Legislation Will Expand Upon President Obama’s ‘We Can’t Wait’ Initiative to Connect Veterans with Jobs, Encourage Economic Growth
TRENTON – Two bills that would help veterans transition from the battlefield into good-paying New Jersey jobs by easing duplicative licensing and credentialing requirements were approved today by the General Assembly and now head to the Governor’s desk.
The first bill, S-2034, sponsored by Senators Jim Whelan and Jim Beach would provide veterans or active duty members of the Armed Forces with exemptions or waivers from licensure requirements when their military training, education or experience is equivalent to the requirements for state licensure or certification.
According to a study by Prudential Financial, Inc. and Iraq and Afghanistan Veterans of America, more than two-thirds of veterans state that finding a job is their greatest challenge when transitioning back into civilian life. They note that trying to explain how their military skills translate into the civilian workforce is particularly difficult.
“Our veterans have gone through some of the most intense and rigorous training imaginable and have proven their abilities in high-pressure arenas such as war-zones and battlefields,” said Senator Whelan, D-Atlantic. “Yet, when they return stateside, many have to endure duplicative credentialing requirements and training in order to get a job, which takes time and can cost them and their families money. By waiving some of these requirements, we can honor these service members and ease the barriers to finding employment, while ensuring that qualified, hardworking men and women are in our workforce.”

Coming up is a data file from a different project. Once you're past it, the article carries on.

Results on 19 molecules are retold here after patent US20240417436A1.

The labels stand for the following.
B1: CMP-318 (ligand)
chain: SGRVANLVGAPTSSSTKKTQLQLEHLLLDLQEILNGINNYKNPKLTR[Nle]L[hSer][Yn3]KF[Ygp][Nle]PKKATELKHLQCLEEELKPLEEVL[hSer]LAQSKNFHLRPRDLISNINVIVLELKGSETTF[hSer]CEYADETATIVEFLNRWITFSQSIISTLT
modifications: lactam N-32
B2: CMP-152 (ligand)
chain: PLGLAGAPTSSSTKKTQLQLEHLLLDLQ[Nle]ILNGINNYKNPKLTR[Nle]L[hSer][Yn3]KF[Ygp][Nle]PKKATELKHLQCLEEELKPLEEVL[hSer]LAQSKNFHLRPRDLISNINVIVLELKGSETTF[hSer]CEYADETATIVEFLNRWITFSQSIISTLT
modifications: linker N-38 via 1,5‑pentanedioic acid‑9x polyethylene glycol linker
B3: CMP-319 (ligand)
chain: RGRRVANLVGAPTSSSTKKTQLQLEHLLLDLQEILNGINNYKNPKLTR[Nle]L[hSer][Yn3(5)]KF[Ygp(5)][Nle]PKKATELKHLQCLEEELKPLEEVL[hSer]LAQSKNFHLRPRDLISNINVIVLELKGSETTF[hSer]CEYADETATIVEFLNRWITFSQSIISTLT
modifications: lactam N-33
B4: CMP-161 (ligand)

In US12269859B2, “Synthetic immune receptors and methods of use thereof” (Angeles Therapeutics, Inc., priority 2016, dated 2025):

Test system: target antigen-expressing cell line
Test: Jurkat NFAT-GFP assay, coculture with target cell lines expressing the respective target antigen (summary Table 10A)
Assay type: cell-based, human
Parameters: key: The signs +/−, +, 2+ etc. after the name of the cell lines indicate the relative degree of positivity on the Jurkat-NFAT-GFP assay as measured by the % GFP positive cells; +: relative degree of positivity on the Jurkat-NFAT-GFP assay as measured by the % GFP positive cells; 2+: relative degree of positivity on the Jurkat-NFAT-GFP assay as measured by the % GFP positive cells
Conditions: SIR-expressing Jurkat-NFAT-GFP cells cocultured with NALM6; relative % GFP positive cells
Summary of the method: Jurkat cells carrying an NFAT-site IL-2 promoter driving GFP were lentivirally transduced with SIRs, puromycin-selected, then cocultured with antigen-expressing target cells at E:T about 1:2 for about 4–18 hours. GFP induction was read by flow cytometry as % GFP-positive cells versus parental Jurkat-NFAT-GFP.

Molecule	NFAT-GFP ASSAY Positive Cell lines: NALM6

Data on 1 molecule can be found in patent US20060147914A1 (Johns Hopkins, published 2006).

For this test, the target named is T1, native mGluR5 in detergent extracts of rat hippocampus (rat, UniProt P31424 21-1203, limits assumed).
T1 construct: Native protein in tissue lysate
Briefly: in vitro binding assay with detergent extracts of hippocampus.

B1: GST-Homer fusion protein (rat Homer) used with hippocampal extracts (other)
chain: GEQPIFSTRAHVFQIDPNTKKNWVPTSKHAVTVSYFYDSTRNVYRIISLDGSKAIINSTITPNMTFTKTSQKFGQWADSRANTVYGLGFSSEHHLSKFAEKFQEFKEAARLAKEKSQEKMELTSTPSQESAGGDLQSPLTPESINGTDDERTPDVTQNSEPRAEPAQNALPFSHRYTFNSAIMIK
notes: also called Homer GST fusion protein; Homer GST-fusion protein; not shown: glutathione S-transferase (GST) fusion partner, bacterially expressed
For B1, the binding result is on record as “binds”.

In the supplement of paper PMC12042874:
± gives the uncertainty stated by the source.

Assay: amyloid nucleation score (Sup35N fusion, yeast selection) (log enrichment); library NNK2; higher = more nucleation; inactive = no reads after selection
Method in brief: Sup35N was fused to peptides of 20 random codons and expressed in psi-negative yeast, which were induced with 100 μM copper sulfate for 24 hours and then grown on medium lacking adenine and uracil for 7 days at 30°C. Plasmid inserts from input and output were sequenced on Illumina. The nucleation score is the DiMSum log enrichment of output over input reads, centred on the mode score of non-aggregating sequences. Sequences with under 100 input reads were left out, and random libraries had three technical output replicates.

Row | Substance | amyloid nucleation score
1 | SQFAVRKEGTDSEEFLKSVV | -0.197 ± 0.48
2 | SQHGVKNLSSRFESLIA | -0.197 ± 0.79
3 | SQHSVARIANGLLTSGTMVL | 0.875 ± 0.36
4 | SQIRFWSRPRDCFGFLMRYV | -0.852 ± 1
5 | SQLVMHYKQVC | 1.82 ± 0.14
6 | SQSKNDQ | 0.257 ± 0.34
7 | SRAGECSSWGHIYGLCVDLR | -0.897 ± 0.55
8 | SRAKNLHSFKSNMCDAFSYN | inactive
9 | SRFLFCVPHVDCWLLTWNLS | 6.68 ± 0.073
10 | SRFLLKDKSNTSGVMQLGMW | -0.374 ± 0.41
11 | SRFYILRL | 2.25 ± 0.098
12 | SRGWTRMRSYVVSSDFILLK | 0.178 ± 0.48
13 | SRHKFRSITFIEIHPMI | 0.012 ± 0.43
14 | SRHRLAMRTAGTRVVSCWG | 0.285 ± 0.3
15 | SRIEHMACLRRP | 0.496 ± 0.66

“At the same time that our military men and women – who heroically protected our country overseas – are searching for work, employers in New Jersey are looking for workers with the skill sets that these veterans have,” said Senator Beach, D-Camden and Burlington. “This legislation is about removing unnecessary hoops that veterans must jump through in order to find employment as they transition from active duty military back into civilian life.”
The second bill, S-1681, sponsored by Senators Beach and Paul A. Sarlo would allow the New Jersey Motor Vehicle Commission to waive the skills test for commercial driver’s license (CDL) applicants who have experience operating commercial vehicles in the military.
“Military veterans have sacrificed so much for the sake of protecting our country including long deployments away from their friends and family,” said Senator Sarlo, D-Bergen and Passaic. “When they return home, we can thank them for their service and sacrifice by aiding in their quick transition into good New Jersey jobs. By easing their ability to obtain New Jersey licenses and credentials – like CDL licenses – that they have already demonstrated skill and training in, we can help veterans to find work and provide for their families once they return home.”
In June, 2012, President Obama announced the creation of the Military Credentialing and Licensing Task Force to identify opportunities for service members to earn civilian occupation credentials and licenses specifically in the high-tech manufacturing sectors. Senators Whelan and Beach note that this fast-track licensing should not be limited to manufacturing jobs, but should occur across all licensed occupations.
Both bills were unanimously approved by the Senate last month. They now head to the Governor.